US surpasses 4 million COVID-19 cases in November

That grim figure was more than double the previous record of 1.9 million cases in October.

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The U.S. surpassed a grim milestone last month with a record of more than four 4 million positive coronavirus cases. The total was more than double the previous record of 1.9 million cases in October.

As the weather across the country gets colder, and more Americans find themselves spending time indoors, the transmission of the COVID-19 virus has accelerated. 

El Paso Striken With Serious Surge Of Coronavirus Cases
A sign directs motorists to a drive-in COVID-19 testing site amid a surge of coronavirus cases last month in El Paso, Texas. Texas eclipsed one million COVID-19 cases on Nov. 11th, with El Paso holding the most cases statewide at the time. (Photo by Mario Tama/Getty Images)

Further, the Thanksgiving holidays saw more than 2 million Americans traveling by air, which is likely to contribute to a continuing rise in positive case counts. 

According to The New York Times, more than 170,000 Americans test positive for the novel coronavirus every day. America’s 13 million infections constitute the world’s largest outbreak of COVID-19.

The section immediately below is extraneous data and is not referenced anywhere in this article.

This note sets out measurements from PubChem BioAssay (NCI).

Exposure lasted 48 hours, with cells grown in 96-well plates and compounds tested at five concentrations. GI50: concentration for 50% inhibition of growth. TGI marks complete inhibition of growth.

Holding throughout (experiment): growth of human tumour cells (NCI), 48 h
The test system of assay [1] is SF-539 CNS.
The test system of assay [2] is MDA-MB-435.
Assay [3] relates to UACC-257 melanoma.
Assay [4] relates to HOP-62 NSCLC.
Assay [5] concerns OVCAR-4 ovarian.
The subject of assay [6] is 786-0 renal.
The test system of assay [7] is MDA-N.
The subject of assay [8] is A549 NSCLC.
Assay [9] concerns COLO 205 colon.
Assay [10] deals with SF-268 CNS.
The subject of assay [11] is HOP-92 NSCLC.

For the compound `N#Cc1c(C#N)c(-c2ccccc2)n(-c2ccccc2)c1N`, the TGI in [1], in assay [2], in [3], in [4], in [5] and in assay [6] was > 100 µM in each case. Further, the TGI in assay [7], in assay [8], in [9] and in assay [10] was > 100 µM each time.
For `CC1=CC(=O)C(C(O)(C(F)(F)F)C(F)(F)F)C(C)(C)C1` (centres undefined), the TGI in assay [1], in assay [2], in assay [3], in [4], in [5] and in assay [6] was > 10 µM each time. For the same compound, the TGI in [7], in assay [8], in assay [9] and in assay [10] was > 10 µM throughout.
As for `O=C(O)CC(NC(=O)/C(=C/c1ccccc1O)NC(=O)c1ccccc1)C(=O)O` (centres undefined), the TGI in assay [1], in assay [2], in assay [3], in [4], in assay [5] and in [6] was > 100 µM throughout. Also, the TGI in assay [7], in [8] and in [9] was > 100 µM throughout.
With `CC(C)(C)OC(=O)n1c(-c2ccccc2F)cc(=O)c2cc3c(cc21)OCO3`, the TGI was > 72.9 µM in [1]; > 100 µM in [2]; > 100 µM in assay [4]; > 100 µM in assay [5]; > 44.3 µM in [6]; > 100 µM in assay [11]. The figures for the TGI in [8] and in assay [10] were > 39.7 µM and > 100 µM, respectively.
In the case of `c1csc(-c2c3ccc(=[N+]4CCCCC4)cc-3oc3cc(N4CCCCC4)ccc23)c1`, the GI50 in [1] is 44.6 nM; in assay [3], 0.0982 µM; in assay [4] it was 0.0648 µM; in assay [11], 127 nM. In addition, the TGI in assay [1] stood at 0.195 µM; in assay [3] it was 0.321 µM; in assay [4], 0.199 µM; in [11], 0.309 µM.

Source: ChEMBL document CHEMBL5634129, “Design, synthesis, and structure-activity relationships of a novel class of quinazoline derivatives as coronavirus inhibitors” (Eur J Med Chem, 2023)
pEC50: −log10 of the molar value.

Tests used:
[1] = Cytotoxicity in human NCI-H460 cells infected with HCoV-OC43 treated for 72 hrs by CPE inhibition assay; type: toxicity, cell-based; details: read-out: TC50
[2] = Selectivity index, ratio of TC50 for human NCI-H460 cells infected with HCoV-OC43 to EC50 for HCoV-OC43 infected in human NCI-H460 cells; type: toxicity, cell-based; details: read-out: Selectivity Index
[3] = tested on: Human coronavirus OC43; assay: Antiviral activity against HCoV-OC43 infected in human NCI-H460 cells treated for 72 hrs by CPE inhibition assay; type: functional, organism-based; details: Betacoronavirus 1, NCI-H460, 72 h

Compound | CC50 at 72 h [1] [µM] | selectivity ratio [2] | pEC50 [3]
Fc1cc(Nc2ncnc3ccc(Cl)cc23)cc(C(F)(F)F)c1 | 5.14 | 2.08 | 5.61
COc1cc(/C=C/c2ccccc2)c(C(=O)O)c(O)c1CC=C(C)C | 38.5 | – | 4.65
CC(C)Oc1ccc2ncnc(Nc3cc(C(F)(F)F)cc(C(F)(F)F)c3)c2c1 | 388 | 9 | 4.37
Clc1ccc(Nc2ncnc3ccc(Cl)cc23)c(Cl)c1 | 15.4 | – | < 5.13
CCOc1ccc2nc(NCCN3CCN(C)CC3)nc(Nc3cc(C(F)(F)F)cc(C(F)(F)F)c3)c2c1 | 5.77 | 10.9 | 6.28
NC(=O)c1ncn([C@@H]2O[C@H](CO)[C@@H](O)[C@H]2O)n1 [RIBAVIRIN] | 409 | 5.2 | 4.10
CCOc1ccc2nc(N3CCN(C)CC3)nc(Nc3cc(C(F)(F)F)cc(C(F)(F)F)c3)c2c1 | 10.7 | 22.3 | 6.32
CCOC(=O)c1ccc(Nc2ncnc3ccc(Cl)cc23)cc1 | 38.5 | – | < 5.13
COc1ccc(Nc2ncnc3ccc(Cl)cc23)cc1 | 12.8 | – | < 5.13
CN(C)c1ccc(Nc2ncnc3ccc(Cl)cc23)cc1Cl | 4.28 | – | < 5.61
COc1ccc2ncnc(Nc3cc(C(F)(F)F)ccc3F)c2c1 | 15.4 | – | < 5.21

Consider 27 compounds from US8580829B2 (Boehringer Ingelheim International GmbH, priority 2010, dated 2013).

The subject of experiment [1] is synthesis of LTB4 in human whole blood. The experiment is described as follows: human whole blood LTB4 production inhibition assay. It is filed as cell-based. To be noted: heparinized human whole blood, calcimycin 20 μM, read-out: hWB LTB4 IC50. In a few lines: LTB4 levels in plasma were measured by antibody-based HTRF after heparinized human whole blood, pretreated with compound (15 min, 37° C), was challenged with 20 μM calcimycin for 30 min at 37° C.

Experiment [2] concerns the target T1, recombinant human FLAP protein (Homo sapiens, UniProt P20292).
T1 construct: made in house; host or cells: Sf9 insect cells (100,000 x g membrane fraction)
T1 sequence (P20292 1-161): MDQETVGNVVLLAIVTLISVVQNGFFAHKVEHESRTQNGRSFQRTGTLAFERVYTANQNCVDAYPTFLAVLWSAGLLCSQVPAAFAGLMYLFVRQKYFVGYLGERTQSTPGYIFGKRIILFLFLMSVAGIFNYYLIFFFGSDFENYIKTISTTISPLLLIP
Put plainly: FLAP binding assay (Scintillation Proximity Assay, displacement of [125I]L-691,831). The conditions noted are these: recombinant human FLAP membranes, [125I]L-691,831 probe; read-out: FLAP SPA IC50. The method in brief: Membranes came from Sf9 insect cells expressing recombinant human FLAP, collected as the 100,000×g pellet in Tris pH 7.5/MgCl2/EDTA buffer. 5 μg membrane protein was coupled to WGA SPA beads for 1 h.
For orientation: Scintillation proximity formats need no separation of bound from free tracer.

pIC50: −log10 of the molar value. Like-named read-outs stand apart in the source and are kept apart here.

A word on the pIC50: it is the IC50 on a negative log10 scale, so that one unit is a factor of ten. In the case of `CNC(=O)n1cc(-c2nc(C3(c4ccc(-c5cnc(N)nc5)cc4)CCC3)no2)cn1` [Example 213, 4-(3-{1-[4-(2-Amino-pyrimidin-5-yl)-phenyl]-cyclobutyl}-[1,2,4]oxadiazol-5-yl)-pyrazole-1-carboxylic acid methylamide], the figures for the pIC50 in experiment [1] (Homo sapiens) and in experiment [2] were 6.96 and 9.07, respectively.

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Hospitalizations due to COVID-19 have also reached a new daily record of 91,635, and more than 268,000 people in America have died from it. 

Public health experts assert that local officials should continue to discourage group gatherings and limit prolonged indoor activities, which contribute to the highest transmission rates. 

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“There has to be a combination of individual members of the public making different decisions and policymakers restricting the activities or settings with highest transmission risk, like restaurants and bars, where people are sitting close for prolonged periods without masks,” said Dr. Tom Inglesby, the director of the Center for Health Security at Johns Hopkins University. 

Dr. Anthony Fauci, director of the National Institute of Allergy and Infectious Diseases, has recommended face coverings even during small family gatherings, like holiday events. 

“If you do the things that are simple public health measures, that soaring will level and start to come down,” Fauci last week on CBS This Morning. “You add that to the help of a vaccine, we can turn this around. It is not futile.”

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There are three vaccines set to be approved by the FDA in the coming weeks. However, reports indicate a tentative plan is to initially prioritize getting a vaccine to first-responders and vulnerable populations like nursing-home residents. 

A large-scale vaccine distribution plan has not been announced by President Donald Trump‘s administration. 

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